Some people have hidden in their name the very essence of their inner being. In 'Whistler' you can hear the wondrous whirring of many small wings ending in a whisper. No wonder that spreading his diaphanous wings, he took up a butterfly signature, evolved from a graphic research on his initials "JW". He envisionned his art in musical terms and adopting such a monogram might have helped to distance his images from the pressure of the written word and narratives sought after by the critics. A defender of "art for art's sake", he wrote to his patron David Leyland, a very rich banker and amateur pianist:
"I say I can’t thank you too much for the name ‘Nocturne’ as a title for my moonlights! You have no idea what an irritation it proves to the critics and consequent pleasure to me- besides it is really so charming and does so poetically say all that I want to say and no more than I wish!"
Whistler adopted his famous butterfly signature in the 1860s out of his fancy for Asian art and study of potter's marks on the china he began collecting compulsively. His butterfly signature developed over the years and proved useful to help art searchers to date his works. By around 1880, at the time of his trial with Ruskin, he added a sting to its tail as a sign of his provocative spirit and potential agressivity. After his marriage with Beatrix Philip in 1888, he liked to draw his butterfly with her trefoil. Playing with his wife's nicknames 'Trixie' and 'Luck', he wrote to his friend Lady Colin Campbell to boast of his marital joy: "For You know the Trixie is my 'Luck'- and see how well the trefoil and the butterfly belong."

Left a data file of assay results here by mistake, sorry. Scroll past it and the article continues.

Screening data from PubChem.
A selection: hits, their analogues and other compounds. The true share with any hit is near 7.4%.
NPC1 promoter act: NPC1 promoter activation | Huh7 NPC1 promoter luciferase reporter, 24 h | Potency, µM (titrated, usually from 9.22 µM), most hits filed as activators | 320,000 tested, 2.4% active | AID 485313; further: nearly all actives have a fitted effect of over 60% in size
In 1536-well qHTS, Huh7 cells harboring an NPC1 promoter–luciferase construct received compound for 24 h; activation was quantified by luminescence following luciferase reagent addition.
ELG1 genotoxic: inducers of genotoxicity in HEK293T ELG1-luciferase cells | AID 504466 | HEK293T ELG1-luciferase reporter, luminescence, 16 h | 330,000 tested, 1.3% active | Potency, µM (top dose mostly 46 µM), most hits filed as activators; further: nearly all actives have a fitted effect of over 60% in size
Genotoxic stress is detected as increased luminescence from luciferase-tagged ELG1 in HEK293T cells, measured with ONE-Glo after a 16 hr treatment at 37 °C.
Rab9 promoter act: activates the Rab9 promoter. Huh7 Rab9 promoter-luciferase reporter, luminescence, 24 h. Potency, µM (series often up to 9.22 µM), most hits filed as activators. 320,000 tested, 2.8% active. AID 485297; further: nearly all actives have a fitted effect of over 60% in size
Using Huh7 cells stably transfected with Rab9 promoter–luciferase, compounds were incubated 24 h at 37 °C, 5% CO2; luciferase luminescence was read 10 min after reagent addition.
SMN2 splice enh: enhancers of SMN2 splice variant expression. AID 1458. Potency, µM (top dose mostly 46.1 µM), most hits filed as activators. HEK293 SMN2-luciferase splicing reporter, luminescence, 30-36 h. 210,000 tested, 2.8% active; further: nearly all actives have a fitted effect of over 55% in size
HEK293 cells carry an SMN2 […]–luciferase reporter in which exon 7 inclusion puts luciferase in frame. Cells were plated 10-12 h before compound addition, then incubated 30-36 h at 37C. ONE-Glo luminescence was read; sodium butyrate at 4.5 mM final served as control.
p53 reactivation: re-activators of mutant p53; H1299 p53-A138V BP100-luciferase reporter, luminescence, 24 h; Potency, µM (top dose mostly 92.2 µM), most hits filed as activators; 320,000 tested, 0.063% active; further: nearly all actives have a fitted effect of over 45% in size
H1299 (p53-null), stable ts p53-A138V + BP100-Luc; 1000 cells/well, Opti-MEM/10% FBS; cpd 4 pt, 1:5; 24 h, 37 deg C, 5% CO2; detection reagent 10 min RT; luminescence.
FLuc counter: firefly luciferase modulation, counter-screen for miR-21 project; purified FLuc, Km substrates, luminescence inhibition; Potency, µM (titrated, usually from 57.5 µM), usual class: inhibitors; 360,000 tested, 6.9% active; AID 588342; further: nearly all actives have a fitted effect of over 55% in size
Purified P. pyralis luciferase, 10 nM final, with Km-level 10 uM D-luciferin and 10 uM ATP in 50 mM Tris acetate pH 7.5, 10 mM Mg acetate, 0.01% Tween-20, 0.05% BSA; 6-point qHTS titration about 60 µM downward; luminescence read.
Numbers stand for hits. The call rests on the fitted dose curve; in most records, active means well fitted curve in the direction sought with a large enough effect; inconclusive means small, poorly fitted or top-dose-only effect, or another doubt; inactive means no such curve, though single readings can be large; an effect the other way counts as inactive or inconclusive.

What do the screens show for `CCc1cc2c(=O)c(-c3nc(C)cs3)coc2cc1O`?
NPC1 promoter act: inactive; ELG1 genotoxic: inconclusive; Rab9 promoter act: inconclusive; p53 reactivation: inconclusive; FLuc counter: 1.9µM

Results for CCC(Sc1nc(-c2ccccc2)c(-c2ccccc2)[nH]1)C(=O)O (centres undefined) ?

1, 2, 3 James Whistler, Harmony in Grey and Green: Miss Cicely Alexander, 1872-18744, © Tate gallery, details
4 Whistler, Twelve Butterflies, 1890, © The Hunterian Museum and Art Gallery, University of Glasgow 2013
5 Design for Lady Archibald Campbell's Parasol, c.1881-1882 © The Hunterian Museum and Art Gallery, University of Glasgow 2013
Links: Hunterian Art Gallery, university of Glasgow. Whistler Online Catalogue
University of Glasgow, the Correspondence of James Mac Neil Whistler
The Tate, James Abbott McNeill Whistler, Harmony in Grey and Green: Miss Cicely Alexander 1872-74